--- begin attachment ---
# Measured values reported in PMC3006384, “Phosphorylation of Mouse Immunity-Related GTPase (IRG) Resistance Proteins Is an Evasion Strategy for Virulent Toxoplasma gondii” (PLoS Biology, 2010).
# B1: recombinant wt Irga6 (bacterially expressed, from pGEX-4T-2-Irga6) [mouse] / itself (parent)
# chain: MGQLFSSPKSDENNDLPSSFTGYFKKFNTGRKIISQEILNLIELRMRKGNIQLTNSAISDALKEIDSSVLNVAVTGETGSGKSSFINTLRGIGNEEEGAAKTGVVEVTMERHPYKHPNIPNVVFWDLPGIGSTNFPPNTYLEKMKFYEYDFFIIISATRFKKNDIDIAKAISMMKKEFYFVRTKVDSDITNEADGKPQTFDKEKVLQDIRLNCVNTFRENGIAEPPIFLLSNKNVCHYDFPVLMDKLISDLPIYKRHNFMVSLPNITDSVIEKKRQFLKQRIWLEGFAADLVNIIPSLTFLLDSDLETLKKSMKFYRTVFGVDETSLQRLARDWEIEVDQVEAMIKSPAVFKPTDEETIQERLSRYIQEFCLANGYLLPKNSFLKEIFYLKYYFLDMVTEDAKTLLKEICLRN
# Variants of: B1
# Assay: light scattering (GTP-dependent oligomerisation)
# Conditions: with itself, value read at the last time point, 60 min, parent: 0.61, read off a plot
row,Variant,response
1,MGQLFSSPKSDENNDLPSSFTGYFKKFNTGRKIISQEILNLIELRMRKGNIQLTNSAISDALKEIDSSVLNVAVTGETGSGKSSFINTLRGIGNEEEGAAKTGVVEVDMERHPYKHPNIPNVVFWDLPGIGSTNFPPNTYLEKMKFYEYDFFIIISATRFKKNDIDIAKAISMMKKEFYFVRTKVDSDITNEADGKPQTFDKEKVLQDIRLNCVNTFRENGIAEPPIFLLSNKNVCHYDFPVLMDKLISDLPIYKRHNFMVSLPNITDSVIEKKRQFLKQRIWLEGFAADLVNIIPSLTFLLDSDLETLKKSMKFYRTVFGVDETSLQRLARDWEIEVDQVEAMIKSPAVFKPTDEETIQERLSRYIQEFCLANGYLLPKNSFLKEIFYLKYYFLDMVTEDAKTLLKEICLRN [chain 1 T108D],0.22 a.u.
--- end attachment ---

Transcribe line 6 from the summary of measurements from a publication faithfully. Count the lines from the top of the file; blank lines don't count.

# Conditions: with itself, value read at the last time point, 60 min, parent: 0.61, read off a plot